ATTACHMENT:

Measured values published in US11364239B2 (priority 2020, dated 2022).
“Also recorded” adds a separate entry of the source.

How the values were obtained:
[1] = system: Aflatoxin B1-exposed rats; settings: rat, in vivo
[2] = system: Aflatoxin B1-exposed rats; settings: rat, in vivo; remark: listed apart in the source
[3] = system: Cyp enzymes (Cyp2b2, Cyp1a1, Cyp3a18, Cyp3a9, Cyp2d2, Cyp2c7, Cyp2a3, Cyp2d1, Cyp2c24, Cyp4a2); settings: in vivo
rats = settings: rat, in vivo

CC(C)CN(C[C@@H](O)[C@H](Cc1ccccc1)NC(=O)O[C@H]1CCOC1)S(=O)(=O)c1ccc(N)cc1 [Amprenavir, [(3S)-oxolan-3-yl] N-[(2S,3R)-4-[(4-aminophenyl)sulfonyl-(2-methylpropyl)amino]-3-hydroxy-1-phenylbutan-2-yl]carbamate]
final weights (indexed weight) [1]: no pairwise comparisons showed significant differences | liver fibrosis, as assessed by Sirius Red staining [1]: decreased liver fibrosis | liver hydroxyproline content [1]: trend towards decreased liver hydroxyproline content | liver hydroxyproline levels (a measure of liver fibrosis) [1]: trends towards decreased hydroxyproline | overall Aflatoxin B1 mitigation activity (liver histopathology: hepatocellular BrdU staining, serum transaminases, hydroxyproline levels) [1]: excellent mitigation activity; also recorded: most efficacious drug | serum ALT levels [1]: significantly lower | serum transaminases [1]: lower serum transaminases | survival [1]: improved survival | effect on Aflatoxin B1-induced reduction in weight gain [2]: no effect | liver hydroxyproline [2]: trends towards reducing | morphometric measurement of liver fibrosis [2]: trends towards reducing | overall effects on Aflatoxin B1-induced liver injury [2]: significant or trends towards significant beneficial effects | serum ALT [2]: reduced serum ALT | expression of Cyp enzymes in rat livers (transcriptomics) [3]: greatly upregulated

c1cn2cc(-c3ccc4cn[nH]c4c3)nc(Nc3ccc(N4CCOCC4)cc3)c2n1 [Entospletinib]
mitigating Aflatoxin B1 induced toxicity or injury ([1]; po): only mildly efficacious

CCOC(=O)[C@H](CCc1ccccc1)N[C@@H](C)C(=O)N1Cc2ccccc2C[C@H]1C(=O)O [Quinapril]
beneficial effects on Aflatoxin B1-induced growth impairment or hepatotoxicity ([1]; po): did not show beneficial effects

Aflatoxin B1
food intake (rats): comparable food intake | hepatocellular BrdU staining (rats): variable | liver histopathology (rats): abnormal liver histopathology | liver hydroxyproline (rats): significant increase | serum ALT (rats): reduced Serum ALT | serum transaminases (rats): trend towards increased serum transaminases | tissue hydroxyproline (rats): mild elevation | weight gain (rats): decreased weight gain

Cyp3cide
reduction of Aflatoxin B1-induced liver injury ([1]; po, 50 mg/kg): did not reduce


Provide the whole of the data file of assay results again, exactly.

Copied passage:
Measured values published in US11364239B2 (priority 2020, dated 2022).
“Also recorded” adds a separate entry of the source.

How the values were obtained:
[1] = system: Aflatoxin B1-exposed rats; settings: rat, in vivo
[2] = system: Aflatoxin B1-exposed rats; settings: rat, in vivo; remark: listed apart in the source
[3] = system: Cyp enzymes (Cyp2b2, Cyp1a1, Cyp3a18, Cyp3a9, Cyp2d2, Cyp2c7, Cyp2a3, Cyp2d1, Cyp2c24, Cyp4a2); settings: in vivo
rats = settings: rat, in vivo

CC(C)CN(C[C@@H](O)[C@H](Cc1ccccc1)NC(=O)O[C@H]1CCOC1)S(=O)(=O)c1ccc(N)cc1 [Amprenavir, [(3S)-oxolan-3-yl] N-[(2S,3R)-4-[(4-aminophenyl)sulfonyl-(2-methylpropyl)amino]-3-hydroxy-1-phenylbutan-2-yl]carbamate]
final weights (indexed weight) [1]: no pairwise comparisons showed significant differences | liver fibrosis, as assessed by Sirius Red staining [1]: decreased liver fibrosis | liver hydroxyproline content [1]: trend towards decreased liver hydroxyproline content | liver hydroxyproline levels (a measure of liver fibrosis) [1]: trends towards decreased hydroxyproline | overall Aflatoxin B1 mitigation activity (liver histopathology: hepatocellular BrdU staining, serum transaminases, hydroxyproline levels) [1]: excellent mitigation activity; also recorded: most efficacious drug | serum ALT levels [1]: significantly lower | serum transaminases [1]: lower serum transaminases | survival [1]: improved survival | effect on Aflatoxin B1-induced reduction in weight gain [2]: no effect | liver hydroxyproline [2]: trends towards reducing | morphometric measurement of liver fibrosis [2]: trends towards reducing | overall effects on Aflatoxin B1-induced liver injury [2]: significant or trends towards significant beneficial effects | serum ALT [2]: reduced serum ALT | expression of Cyp enzymes in rat livers (transcriptomics) [3]: greatly upregulated

c1cn2cc(-c3ccc4cn[nH]c4c3)nc(Nc3ccc(N4CCOCC4)cc3)c2n1 [Entospletinib]
mitigating Aflatoxin B1 induced toxicity or injury ([1]; po): only mildly efficacious

CCOC(=O)[C@H](CCc1ccccc1)N[C@@H](C)C(=O)N1Cc2ccccc2C[C@H]1C(=O)O [Quinapril]
beneficial effects on Aflatoxin B1-induced growth impairment or hepatotoxicity ([1]; po): did not show beneficial effects

Aflatoxin B1
food intake (rats): comparable food intake | hepatocellular BrdU staining (rats): variable | liver histopathology (rats): abnormal liver histopathology | liver hydroxyproline (rats): significant increase | serum ALT (rats): reduced Serum ALT | serum transaminases (rats): trend towards increased serum transaminases | tissue hydroxyproline (rats): mild elevation | weight gain (rats): decreased weight gain

Cyp3cide
reduction of Aflatoxin B1-induced liver injury ([1]; po, 50 mg/kg): did not reduce